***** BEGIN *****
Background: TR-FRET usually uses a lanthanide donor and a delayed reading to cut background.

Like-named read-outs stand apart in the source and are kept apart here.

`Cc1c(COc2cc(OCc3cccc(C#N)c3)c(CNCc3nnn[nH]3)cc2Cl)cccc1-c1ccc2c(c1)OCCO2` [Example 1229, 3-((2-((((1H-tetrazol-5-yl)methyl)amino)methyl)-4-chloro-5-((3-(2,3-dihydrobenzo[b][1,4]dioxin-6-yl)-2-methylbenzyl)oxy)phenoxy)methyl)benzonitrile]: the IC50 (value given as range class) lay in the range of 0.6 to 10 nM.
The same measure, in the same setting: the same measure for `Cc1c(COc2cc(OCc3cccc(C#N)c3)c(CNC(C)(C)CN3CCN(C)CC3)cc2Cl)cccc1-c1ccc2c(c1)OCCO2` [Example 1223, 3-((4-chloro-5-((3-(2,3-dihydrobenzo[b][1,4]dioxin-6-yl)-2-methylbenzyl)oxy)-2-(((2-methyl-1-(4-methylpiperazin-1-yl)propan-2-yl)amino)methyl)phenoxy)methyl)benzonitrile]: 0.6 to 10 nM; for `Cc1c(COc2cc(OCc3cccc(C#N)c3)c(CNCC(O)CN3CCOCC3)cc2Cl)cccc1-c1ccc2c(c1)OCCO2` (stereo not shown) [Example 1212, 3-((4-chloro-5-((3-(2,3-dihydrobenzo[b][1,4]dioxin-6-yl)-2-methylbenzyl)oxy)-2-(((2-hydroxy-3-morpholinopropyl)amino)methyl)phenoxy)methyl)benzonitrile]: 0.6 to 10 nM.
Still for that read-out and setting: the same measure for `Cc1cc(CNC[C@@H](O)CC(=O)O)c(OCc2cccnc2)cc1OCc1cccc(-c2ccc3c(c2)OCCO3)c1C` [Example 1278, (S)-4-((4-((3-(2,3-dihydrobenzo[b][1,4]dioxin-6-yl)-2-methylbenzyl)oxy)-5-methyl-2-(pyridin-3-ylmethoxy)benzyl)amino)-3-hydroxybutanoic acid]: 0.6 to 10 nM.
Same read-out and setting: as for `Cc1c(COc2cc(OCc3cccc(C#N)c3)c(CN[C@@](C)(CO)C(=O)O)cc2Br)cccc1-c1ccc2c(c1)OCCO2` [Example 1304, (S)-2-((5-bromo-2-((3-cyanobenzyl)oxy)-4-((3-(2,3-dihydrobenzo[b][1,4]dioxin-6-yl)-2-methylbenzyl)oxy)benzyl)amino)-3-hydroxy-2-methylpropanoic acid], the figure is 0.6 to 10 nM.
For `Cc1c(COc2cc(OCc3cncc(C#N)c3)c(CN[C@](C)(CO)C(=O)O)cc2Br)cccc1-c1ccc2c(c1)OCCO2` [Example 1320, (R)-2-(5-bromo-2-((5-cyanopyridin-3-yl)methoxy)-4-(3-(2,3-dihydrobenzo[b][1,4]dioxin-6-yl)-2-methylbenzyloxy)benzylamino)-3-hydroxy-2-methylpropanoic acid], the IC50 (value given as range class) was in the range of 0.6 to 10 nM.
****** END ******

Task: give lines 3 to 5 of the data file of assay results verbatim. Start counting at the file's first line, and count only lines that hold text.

`Cc1c(COc2cc(OCc3cccc(C#N)c3)c(CNCc3nnn[nH]3)cc2Cl)cccc1-c1ccc2c(c1)OCCO2` [Example 1229, 3-((2-((((1H-tetrazol-5-yl)methyl)amino)methyl)-4-chloro-5-((3-(2,3-dihydrobenzo[b][1,4]dioxin-6-yl)-2-methylbenzyl)oxy)phenoxy)methyl)benzonitrile]: the IC50 (value given as range class) lay in the range of 0.6 to 10 nM.
The same measure, in the same setting: the same measure for `Cc1c(COc2cc(OCc3cccc(C#N)c3)c(CNC(C)(C)CN3CCN(C)CC3)cc2Cl)cccc1-c1ccc2c(c1)OCCO2` [Example 1223, 3-((4-chloro-5-((3-(2,3-dihydrobenzo[b][1,4]dioxin-6-yl)-2-methylbenzyl)oxy)-2-(((2-methyl-1-(4-methylpiperazin-1-yl)propan-2-yl)amino)methyl)phenoxy)methyl)benzonitrile]: 0.6 to 10 nM; for `Cc1c(COc2cc(OCc3cccc(C#N)c3)c(CNCC(O)CN3CCOCC3)cc2Cl)cccc1-c1ccc2c(c1)OCCO2` (stereo not shown) [Example 1212, 3-((4-chloro-5-((3-(2,3-dihydrobenzo[b][1,4]dioxin-6-yl)-2-methylbenzyl)oxy)-2-(((2-hydroxy-3-morpholinopropyl)amino)methyl)phenoxy)methyl)benzonitrile]: 0.6 to 10 nM.
Still for that read-out and setting: the same measure for `Cc1cc(CNC[C@@H](O)CC(=O)O)c(OCc2cccnc2)cc1OCc1cccc(-c2ccc3c(c2)OCCO3)c1C` [Example 1278, (S)-4-((4-((3-(2,3-dihydrobenzo[b][1,4]dioxin-6-yl)-2-methylbenzyl)oxy)-5-methyl-2-(pyridin-3-ylmethoxy)benzyl)amino)-3-hydroxybutanoic acid]: 0.6 to 10 nM.